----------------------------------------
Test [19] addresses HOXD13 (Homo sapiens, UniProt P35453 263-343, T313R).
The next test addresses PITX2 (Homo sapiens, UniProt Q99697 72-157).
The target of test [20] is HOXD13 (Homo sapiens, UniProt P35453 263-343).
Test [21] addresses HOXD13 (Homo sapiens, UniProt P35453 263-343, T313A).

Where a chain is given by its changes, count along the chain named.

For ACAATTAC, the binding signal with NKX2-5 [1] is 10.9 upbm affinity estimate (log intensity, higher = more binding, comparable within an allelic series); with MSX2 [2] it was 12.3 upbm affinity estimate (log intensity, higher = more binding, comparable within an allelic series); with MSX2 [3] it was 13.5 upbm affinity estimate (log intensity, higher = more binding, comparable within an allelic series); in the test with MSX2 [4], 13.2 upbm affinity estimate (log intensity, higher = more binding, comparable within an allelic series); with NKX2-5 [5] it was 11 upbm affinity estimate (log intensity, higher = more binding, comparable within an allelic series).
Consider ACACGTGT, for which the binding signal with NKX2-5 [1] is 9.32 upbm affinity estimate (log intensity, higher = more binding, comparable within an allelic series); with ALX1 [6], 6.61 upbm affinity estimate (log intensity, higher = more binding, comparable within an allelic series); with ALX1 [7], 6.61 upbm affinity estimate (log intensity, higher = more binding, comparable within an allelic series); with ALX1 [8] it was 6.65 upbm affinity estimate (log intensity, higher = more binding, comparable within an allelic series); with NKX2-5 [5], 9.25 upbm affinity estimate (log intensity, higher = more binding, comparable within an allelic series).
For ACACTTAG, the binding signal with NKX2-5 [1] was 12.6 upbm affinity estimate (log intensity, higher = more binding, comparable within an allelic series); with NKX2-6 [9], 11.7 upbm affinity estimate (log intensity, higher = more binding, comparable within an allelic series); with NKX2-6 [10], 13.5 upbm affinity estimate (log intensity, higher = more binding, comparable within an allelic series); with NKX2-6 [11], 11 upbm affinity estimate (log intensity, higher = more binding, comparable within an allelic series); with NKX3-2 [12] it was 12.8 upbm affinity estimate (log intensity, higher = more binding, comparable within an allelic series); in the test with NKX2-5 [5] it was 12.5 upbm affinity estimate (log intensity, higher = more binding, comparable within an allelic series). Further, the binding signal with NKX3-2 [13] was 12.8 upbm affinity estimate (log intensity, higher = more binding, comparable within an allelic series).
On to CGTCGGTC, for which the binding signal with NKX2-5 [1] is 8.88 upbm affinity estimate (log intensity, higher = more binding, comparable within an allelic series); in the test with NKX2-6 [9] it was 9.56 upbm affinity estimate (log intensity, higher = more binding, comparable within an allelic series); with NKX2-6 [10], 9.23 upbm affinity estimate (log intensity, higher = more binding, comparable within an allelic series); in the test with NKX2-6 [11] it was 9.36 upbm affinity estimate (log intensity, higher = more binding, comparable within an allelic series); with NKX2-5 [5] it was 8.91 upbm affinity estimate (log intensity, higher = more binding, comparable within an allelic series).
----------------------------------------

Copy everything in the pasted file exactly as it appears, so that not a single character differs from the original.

Test [19] addresses HOXD13 (Homo sapiens, UniProt P35453 263-343, T313R).
The next test addresses PITX2 (Homo sapiens, UniProt Q99697 72-157).
The target of test [20] is HOXD13 (Homo sapiens, UniProt P35453 263-343).
Test [21] addresses HOXD13 (Homo sapiens, UniProt P35453 263-343, T313A).

Where a chain is given by its changes, count along the chain named.

For ACAATTAC, the binding signal with NKX2-5 [1] is 10.9 upbm affinity estimate (log intensity, higher = more binding, comparable within an allelic series); with MSX2 [2] it was 12.3 upbm affinity estimate (log intensity, higher = more binding, comparable within an allelic series); with MSX2 [3] it was 13.5 upbm affinity estimate (log intensity, higher = more binding, comparable within an allelic series); in the test with MSX2 [4], 13.2 upbm affinity estimate (log intensity, higher = more binding, comparable within an allelic series); with NKX2-5 [5] it was 11 upbm affinity estimate (log intensity, higher = more binding, comparable within an allelic series).
Consider ACACGTGT, for which the binding signal with NKX2-5 [1] is 9.32 upbm affinity estimate (log intensity, higher = more binding, comparable within an allelic series); with ALX1 [6], 6.61 upbm affinity estimate (log intensity, higher = more binding, comparable within an allelic series); with ALX1 [7], 6.61 upbm affinity estimate (log intensity, higher = more binding, comparable within an allelic series); with ALX1 [8] it was 6.65 upbm affinity estimate (log intensity, higher = more binding, comparable within an allelic series); with NKX2-5 [5], 9.25 upbm affinity estimate (log intensity, higher = more binding, comparable within an allelic series).
For ACACTTAG, the binding signal with NKX2-5 [1] was 12.6 upbm affinity estimate (log intensity, higher = more binding, comparable within an allelic series); with NKX2-6 [9], 11.7 upbm affinity estimate (log intensity, higher = more binding, comparable within an allelic series); with NKX2-6 [10], 13.5 upbm affinity estimate (log intensity, higher = more binding, comparable within an allelic series); with NKX2-6 [11], 11 upbm affinity estimate (log intensity, higher = more binding, comparable within an allelic series); with NKX3-2 [12] it was 12.8 upbm affinity estimate (log intensity, higher = more binding, comparable within an allelic series); in the test with NKX2-5 [5] it was 12.5 upbm affinity estimate (log intensity, higher = more binding, comparable within an allelic series). Further, the binding signal with NKX3-2 [13] was 12.8 upbm affinity estimate (log intensity, higher = more binding, comparable within an allelic series).
On to CGTCGGTC, for which the binding signal with NKX2-5 [1] is 8.88 upbm affinity estimate (log intensity, higher = more binding, comparable within an allelic series); in the test with NKX2-6 [9] it was 9.56 upbm affinity estimate (log intensity, higher = more binding, comparable within an allelic series); with NKX2-6 [10], 9.23 upbm affinity estimate (log intensity, higher = more binding, comparable within an allelic series); in the test with NKX2-6 [11] it was 9.36 upbm affinity estimate (log intensity, higher = more binding, comparable within an allelic series); with NKX2-5 [5] it was 8.91 upbm affinity estimate (log intensity, higher = more binding, comparable within an allelic series).